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Is self-regulation of the Press drawing to an end?

By news editor, on 30 November 2012

Written by Daniel Bowman, UCL Union Debating Society committee member.

On Monday 26th November 2012 the UCL Union Debating Society hosted a debate on the subject ‘This House Believes that the press can no longer be trusted to self regulate’.

On the panel were some of the most active and distinguished participants in the wider public debate.

Speaking against press self-regulation were the Labour MP Chris Bryant, Shadow Minister for Borders and Immigration, Jacqui Hames, former detective and presenter of Crimewatch, and Mark Lewis, the media lawyer, who has represented many victims of phone-hacking, including the Dowler family.

Speaking in defence of a system of press self-regulation were Neil Wallis, the former News of the World deputy editor, Conservative MP John Whittingdale, Chairman of the Culture, Media and Sport Select Committee, and Toby Young, the journalist and author.

All of the speakers agreed that unjustifiable practices have proliferated within sections of the press, and that the Press Complaints Committee, the current self-regulating body, has failed.

Jacqui Hames emphasised the existence of a “culture of bullying, exploitation and malpractice, supposedly in the interest of the free press”. She talked about her own experiences of being put under surveillance and tampering of her mail by certain newspapers.

Neil Wallis accepted that behaviour such as this, and alleged hacking of the phones of Milly Dowler and the victims of Soham was “unconscionable”, but not a reason to shackle the press with new legislation.

The real area of contention was whether, in the light of press malpractices, a new independent regulatory body requires legislation by the government in order to have the necessary authority.

No-one advocated the status quo. The opposition side were advocating a proposal put forward by Lord Hunt and Lord Black, whereby all the UK newspapers will join up (on a five-year, rolling basis) to a new independent regulator with increased powers to bring heavy fines on newspapers.

The proposition side argued for a similar body, but one that the government would put into existence and that the newspapers would, by law, be required to sign up to.

Chris Bryant MP

Chris Bryant MP

For the opposition, this would set a dangerous precedent, as they argued that once the statute is passed politicians could, in the longer term, enact changes and subvert the regulator to their advantage.

Toby Young stated that a free press is “the liberty on which all other liberties rest”, as it keeps authorities in check. He argued that a body underpinned by government legislation would be liable to “soft political control” and could eventually become a quasi-political quango.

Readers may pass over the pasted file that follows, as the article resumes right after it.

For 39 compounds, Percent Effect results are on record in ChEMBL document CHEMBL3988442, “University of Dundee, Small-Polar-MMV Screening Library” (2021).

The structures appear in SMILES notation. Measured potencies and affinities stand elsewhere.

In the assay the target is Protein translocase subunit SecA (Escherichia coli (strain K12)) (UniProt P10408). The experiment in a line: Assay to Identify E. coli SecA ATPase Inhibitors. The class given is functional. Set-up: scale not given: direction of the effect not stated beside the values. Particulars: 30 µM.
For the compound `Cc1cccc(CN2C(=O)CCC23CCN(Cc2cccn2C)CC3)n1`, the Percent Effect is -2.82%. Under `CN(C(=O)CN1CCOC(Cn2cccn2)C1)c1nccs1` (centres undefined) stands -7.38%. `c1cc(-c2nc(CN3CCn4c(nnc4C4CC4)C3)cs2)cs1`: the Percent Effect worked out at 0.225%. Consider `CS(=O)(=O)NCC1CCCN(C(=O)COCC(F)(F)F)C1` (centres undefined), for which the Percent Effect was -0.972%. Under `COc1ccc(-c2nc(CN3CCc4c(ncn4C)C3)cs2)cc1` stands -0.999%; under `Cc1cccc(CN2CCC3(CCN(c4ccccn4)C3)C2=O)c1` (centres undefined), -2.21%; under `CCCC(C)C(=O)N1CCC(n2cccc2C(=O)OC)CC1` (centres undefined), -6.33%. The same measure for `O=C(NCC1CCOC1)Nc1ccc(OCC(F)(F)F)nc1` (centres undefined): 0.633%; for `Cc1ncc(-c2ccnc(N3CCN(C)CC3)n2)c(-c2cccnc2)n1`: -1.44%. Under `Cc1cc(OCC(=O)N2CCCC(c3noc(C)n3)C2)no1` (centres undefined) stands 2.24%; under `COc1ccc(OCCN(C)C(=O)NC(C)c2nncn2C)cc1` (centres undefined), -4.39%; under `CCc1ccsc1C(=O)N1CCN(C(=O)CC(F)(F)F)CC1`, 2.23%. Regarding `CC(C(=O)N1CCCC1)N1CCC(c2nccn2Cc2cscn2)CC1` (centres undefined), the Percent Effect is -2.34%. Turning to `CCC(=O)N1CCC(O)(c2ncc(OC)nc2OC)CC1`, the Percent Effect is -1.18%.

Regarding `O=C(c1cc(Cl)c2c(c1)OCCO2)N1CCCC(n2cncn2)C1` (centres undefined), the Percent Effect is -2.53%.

He proposed that existing criminal and civil laws need to be better enforced, and an authorities regulator set up without government legislation.

John Whittingdale, while forthright in his condemnation of press malpractices, similarly highlighted the “insidious process” that could culminate in the press being afraid of publishing politicians’ misdemeanors.

Thus, likewise, he supports a stronger system of non-statutory regulation, as “the alternatives could be much worse”.

The proposition side countered this argument with two main points. The first was that the press has been given “one last chance” many times before.

Mark Lewis quoted the former Conservative politician David Mellor’s 1991 warning that the press was “drinking in the last-chance saloon”.

Chris Bryant stressed that if a new body is not set in place by the government, once again, the newspapers and their proprietors will breath a sigh of relief. He claimed that “self regulation doesn’t work”, citing MPs and the expenses scandal as an example.

The proposition side, as a whole, argued that the government needs to put in place a stronger regulatory body, independent from both state and newspaper proprietor interference.

The debate was incredibly passionate, to the extent that, at times, tempers flared and intelligent discussion left the room.

Between the speakers there were insults, highlighting of alleged criminal conduct and alleged fees taken, and even accusations of racism!

Although it should be said that all of the speakers went to the bar after the debate and no fights broke out.

This is a drawback of hosting a debate as opposed to a discussion, as it sets the two sides in a binary format seeking the audience’s approval, when some form of compromise may be reached.

Having said that, it is a great way to provide a platform for passionate people to talk about the ideas they care about in front of a critical audience. It was a great privilege to host such an esteemed panel at UCL on such a critical issue which is now reaching its climax with the publication of the Leveson Report.

In a very close result, 61 voted for the motion, 53 against, and 22 abstained.  Judge Leveson has recommended that an independent body be set up with statutory underpinning.

Judging by the eloquence and passion on both sides of this debate, the government has a very difficult decision to make.

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